On Rue Saint-Honoré in Paris, one of the most fashionable streets in the world, the somewhat-modest-looking (from the outside anyway) Mandarin Oriental has a gorgeous bar (Bar 8) worth popping into for a cocktail. You’ll walk in along a corridor of suspended lights that look like rain (well, dream-rain, from the future). Centered in the room is a large marble bar, with a sculpted brass ceiling that bows to meet it. Glass-top tables dotted with tiny lights are filled with ambiguous bourgeoisie and the wooden walls are inlaid with Lalique crystals that glisten in the dim lighting. You swear there is a record deal happening but feet away in the enchanting, tree-filled courtyard… but wait…huge headphones are an accessory these days, aren’t they…
When you think you can be awed no more, you’ll sip from your husband’s specialty cocktail (that the bartender made love to while you watched and properly torched the sugar and absinthe before dusting the top with gold leaf tear drops) and wish you hadn’t saved the $2 by ordering a $38 glass of prosecco. (To offset the cost of this extravagance, we recommend absconding with the olive skewers and cocktail napkins—which, by the way—my husband is now using as a pocket square. Seriously…)
Thankfully (for our wallets), Sur Mesure, Thierry Marx‘s (you may recognize him from Top Chef) incredibly gorgeous restaurant on the premises was closed that night, but it’s also definitely worth a peek, if they’ll let you. It’s a minimalist, modern cocoon of a space and I can only imagine the mind-blowing flavors, sounds and smells that fill it on a busy night.
I saw this Great American Woody (designed by Brad Ford) at Dining by Design this year and they are auctioning it off. It’s GORGEOUS and would be a great mobile vacation home for 2 or mobile party for many! At least check it out—it’s so cute and chic! Think tailgating at the Hampton Classic next summer…
My husband and I had one of the best meals of our lives, by chance. Our odds were probably good, as we were walking through the Jardin du Palias Royale in Paris when we happened upon the dimly-lit, gorgeous and cozy restaurant with low, vaulted, brick ceilings. Casa Luna is the name. A fine mix of Corsican and French cuisine. Seriously interesting use of tomato, cucumber and eggplant in the dishes to create startlingly complex and unexpected flavors.
We started with a grilled squid tower layered with creamy, roasted eggplant, tomato and heaven. Husband had duck that was to die for and I had lamb (a cut i’ve never seen…like a steak) with figs and a base of tomato (treated in a way that was so simple yet so different). When we thought we could be stunned no more, the hazlenut pudding with hazlenut gelato, hazlenut cream, and roasted & candied hazlenuts put us into a coma. We were pleasantly awoken by the classic Corsican aperitif, Mirto—known for its strong herbal flavor—which is made from the myrtle plant through the maceration of the berries berries and leaves.
Less is More! This is a simple and easy concept for a wall treatment—perfect for rooms that already have enough going on.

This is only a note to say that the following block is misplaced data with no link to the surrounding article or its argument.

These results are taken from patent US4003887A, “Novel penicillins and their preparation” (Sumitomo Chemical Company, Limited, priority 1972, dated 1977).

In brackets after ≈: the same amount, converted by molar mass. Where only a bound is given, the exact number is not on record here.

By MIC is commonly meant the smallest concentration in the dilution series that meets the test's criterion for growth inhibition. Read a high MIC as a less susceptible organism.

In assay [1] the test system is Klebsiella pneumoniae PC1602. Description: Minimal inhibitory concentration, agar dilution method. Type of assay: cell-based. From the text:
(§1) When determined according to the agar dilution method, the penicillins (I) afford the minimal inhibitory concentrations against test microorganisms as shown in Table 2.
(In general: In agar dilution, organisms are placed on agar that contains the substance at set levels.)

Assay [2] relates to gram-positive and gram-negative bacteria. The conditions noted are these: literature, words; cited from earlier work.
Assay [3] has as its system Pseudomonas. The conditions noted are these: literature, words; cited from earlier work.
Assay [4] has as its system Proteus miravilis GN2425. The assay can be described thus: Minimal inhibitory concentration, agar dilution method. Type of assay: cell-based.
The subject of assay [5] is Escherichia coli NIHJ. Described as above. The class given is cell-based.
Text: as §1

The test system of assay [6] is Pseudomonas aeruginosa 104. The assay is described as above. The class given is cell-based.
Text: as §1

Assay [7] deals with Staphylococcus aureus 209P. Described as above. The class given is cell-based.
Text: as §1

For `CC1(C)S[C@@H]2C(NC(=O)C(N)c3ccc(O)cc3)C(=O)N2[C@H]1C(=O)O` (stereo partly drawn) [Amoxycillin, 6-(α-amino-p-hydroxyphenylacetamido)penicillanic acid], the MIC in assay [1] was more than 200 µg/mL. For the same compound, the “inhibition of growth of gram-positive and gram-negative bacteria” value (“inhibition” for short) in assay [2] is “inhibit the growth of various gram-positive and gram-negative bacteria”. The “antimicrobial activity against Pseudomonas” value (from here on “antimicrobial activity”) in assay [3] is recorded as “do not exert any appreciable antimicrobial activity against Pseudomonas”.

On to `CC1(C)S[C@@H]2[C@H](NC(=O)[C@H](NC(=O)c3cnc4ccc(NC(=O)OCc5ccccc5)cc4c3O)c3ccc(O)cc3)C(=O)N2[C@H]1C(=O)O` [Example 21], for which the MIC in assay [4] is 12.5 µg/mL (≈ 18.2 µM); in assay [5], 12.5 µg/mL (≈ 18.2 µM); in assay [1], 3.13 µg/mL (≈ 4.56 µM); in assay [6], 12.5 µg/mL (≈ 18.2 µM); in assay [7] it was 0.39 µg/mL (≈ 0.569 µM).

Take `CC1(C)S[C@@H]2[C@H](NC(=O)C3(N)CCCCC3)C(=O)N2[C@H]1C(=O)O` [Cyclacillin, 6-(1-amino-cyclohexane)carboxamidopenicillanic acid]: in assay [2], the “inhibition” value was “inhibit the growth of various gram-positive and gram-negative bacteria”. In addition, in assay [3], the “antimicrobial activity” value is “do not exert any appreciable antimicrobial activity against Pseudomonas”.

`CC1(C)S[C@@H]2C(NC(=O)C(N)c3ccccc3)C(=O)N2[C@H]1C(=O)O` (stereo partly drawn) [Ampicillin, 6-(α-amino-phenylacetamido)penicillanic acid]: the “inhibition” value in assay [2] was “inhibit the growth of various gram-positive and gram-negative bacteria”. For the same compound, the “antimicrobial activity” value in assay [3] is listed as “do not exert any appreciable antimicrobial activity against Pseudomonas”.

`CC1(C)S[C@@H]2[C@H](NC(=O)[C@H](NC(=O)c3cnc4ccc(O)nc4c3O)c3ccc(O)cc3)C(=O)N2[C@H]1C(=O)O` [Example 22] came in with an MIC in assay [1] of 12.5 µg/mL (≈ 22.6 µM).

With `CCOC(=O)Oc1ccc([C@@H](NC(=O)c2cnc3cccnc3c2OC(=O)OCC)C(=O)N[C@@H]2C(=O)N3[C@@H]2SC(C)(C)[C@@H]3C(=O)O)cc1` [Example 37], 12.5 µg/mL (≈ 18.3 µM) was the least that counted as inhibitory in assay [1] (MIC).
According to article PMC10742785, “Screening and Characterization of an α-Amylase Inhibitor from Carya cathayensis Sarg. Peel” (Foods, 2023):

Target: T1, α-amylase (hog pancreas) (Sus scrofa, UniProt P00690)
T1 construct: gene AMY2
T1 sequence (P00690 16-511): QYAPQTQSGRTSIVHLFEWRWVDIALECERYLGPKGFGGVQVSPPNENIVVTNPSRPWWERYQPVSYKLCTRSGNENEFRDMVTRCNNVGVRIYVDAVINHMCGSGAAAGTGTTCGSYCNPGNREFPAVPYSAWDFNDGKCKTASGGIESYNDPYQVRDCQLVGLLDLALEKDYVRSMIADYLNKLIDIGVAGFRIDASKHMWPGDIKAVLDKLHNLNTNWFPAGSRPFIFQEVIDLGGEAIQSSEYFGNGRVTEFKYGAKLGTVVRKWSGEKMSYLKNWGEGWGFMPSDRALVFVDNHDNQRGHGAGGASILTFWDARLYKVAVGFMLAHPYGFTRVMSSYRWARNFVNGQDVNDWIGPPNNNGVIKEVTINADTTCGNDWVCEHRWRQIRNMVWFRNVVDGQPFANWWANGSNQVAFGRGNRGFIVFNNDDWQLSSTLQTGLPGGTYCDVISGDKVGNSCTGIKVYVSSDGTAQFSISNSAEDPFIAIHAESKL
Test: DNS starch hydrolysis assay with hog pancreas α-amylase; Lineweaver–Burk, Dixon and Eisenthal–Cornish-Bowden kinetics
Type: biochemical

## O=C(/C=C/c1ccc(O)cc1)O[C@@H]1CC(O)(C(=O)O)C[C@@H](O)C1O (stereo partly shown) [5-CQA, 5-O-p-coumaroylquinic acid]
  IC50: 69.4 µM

I cut rough 8″ squares of reclaimed wood, whitewashed them with matte paint, laid them out on on the floor to make a template and then nailed them right through the center into the wall with 3″ nails. I left the nails protruding (by 1–2″) to give the overall look a little more texture—the shadows at different times of the day give it a little depth and movement.
Dress up a room and give it more visual height with window valances.
I built these out of 1/2″ ply wood, batting and the same fabric (or an extra panel) as the drapes. Tools used: pneumatic nail gun, wood glue, staple gun (with heavy duty staples), glue gun, L-brackets (to securely attach the valance to the ceiling in 3 places) and a cordless drill.
After years of efforts to resolve financial problems (or some say years of scandal—see the documentary The Art of the Steal), the famous Barnes Foundation will (as of May 19, 2012) relocate to a new site—on the Benjamin Franklin Parkway in the heart of Phili—from it’s historic home in the suburb of Merion.
It was founded in 1922 by Albert C. Barnes, a chemist who collected art after making a fortune by co-developing an antimicrobial drug. Today, the foundation (curated by Barnes himself) possesses more than 2,500 objects—including 800 paintings—estimated to be worth about $25 billion.
Here are some of my favorites.
I went to a dinner last night at City Grit, a new membership-based supper club for the underground foody world, located in the rear of a church on Prince Street in Soho. It’s a fabulous antiques and furniture shop by day and an uber-cool supper club by night. The chef there, Sarah Simmons (who was running the club out of her apartment for many years before they found this space) put together a 5-course dining experience to go hand in hand with the launch of My Last Supper, The Next Course by Melanie Daneu (author and photographer). Melanie has spent the last few years traveling around the globe to interview and shoot every world-class chef. The book—second after My Last Supper—showcases stunning portraits of each chef, along with their last meal and even the recipes! Melanie is a very well-known portrait photographer, as is her husband Nigel Parry. She also has a food/photography blog worth checking out mylastsupper.com.
Sarah Simmons’ of City Grit pulled the following 5 courses together from My Last Supper, The Next Course to give us a ridiculously tasty intro to the gorgeous book:
1. Eric Ripert‘s truffled country bread with Gabrielle Hamilton‘s soft scrambled eggs
2. Micael Symons little pork meatballs with mint and cracked pepper pasta
3. Dan Barber‘s braised pig salad
4. Daniel Humm‘s herb roasted lamb with parmesan cream grits and Suzane Groin‘s italian brocoli with shallots, garlic and red pepper
5. April Bloomfield‘s banotee pie